Monday, February 09, 2009
dealing pain to bank bondholders
Here's the problem: All of the large banks have substantial loans on their balance sheets that resemble the assets underlying home equity asset-backed securities and commercial mortgage-backed securities. In the asset-backed security markets, these loan assets are valued anywhere from $0.50 to $0.90 on the dollar, depending on type, location, avg. credit score, etc. Home equity lines of credit ("HELOCs" in bond parlance) are particularly severely discounted. Apart from State Street and Bank of NY/Mellon, there isn't a bank among the TARP recipients that does not own these assets in multiples of their capital, nor is there a bank that has charged off more than 5% of their value. ... The upshot is that taking true marks-to-market on assets leaves all of these banks without any tangible equity. Restoring confidence is a large chore when there is no capital supporting the bank. ...
The deepest, darkest concern of bond professionals is whether bond holders of banks will ever be asked to share the bailout pain. Ever since Lehman the Fed's reluctance to impair bank bonds has been palpable. For starters, finance issues represent more than 60% of 1-5 year maturity bonds. They are ubiquitous in pension funds, insurance company portfolios and, until last fall, money market funds (most money market funds have moved up the capital structure to CDs at this point, spooked by the post-Lehman panic). So there are "systemic" reasons to protect them. The same logic protects General Electric. Furthermore, the capital structure of large banks is horribly convoluted. If you wanted to get bondholders to contribute to recapitalization you'd have to create a scheme of cascading discounts to cover preferred stock and capital notes issued by the holding company and the senior and subordinated debt of the banks. Near the top of this stack is the preferred stock investment of TARP, so a bondholder discount necessitates a TARP revaluation. Also, the Guarantied "TLGP" obligations are holding company debt and would have to be discounted. So the government would participate in any loss.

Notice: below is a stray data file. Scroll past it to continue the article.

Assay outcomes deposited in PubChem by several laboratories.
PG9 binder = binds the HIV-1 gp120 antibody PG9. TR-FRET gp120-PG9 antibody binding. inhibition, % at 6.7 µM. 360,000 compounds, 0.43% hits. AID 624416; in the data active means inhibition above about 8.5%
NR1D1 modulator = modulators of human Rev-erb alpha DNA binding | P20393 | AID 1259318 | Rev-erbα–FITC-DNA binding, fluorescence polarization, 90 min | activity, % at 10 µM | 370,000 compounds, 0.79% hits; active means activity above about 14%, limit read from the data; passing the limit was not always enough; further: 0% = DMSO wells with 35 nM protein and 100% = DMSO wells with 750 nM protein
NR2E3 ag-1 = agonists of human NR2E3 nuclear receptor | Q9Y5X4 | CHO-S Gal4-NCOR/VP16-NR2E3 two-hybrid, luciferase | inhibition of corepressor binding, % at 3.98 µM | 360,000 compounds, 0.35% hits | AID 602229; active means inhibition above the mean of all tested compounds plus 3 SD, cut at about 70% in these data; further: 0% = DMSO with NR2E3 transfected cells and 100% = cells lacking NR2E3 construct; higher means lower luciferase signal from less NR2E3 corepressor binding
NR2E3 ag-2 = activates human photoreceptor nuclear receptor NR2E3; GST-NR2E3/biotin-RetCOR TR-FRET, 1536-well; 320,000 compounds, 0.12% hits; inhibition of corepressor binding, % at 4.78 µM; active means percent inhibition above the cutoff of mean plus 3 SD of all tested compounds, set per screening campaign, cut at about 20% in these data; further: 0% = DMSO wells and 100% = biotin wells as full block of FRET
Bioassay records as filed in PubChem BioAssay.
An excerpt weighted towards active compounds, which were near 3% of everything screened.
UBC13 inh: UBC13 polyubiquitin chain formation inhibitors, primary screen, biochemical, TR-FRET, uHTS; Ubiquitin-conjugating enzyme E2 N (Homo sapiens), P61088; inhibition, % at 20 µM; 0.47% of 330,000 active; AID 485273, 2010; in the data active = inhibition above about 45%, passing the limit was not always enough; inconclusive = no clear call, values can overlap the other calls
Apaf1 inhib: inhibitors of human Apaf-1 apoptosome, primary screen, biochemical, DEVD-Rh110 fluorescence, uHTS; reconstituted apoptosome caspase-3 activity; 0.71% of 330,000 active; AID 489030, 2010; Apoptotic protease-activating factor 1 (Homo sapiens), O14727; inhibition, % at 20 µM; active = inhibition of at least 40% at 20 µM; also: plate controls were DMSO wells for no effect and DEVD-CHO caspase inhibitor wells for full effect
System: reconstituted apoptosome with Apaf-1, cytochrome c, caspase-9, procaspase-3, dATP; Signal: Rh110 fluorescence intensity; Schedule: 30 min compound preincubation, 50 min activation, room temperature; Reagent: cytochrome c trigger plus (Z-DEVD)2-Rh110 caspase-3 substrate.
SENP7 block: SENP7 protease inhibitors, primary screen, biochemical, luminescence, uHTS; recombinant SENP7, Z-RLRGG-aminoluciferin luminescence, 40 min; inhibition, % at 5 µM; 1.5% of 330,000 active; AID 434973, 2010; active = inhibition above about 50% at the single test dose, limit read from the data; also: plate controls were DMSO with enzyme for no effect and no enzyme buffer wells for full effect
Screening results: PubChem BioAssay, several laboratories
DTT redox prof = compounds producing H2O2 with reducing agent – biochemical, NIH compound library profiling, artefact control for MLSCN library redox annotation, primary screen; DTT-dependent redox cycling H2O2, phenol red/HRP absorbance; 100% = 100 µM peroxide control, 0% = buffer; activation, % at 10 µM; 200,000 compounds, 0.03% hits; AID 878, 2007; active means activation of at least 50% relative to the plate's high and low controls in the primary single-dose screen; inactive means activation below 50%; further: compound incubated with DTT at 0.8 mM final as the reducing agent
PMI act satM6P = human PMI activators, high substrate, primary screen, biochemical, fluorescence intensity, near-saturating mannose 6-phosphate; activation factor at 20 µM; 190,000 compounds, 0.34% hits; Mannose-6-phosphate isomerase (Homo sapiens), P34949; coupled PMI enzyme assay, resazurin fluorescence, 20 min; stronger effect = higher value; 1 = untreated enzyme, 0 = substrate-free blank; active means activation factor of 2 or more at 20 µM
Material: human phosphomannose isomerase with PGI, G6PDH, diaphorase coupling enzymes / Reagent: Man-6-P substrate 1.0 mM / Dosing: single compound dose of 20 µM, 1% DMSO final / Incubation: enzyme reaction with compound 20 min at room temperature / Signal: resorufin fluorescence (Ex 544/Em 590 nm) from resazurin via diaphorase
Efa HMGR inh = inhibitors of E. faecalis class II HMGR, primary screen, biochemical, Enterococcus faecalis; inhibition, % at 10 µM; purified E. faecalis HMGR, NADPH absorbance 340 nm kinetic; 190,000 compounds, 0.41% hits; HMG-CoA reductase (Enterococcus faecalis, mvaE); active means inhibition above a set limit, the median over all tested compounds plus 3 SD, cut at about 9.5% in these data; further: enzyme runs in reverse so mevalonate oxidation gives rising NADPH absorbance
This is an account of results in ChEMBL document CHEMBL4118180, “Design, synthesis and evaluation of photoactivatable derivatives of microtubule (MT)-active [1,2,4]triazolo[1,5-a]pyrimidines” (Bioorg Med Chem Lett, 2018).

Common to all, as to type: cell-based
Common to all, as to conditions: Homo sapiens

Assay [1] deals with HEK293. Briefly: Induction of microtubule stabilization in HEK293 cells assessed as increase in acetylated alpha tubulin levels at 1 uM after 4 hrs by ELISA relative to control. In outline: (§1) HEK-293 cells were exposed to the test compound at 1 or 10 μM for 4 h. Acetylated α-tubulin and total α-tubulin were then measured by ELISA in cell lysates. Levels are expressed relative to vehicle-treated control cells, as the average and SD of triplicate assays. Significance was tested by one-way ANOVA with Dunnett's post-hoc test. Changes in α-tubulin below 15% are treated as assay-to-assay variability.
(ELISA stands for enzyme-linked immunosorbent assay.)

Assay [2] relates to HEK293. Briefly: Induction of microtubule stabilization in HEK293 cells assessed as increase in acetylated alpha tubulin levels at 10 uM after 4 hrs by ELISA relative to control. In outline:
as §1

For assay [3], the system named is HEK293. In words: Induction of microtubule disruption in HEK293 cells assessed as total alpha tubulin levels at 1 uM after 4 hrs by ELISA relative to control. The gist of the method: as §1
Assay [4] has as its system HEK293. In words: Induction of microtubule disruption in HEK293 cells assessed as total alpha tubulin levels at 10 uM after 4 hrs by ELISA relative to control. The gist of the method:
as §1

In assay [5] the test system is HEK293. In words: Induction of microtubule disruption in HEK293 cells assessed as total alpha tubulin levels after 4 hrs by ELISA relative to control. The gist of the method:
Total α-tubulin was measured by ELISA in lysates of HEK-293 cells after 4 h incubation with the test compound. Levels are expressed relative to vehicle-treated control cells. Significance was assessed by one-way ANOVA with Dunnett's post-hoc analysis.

Still, one understands public sentiment on this issue. Apart from Lehman, bondholders, like trading counterparties, have benefited at the expense of taxpayers. This potential uncertainty is one of the things supporting wide bond spreads. Despite the obvious government support, Citibank's holding company bonds offer a plus-sized 5% premium over their government-guarantied paper. Pimco, the gorillas of bond investing have publicly positioned themselves as if this pain-sharing will never happen. "Shake hands with the Government", they claim. Others among us have hedged our bets. On
MondayTuesday, Geithner will choose where to locate losses, or delay the reckoning again.
i'm counting on delaying the reckoning again, but it cannot last forever. the losses are so titanic in relation to the government balance sheet that treasury yields will rise enough to force monetization from the fed and the full measure of quantitative easing will begin. how that dynamic plays out in the press, public and political system will be interesting.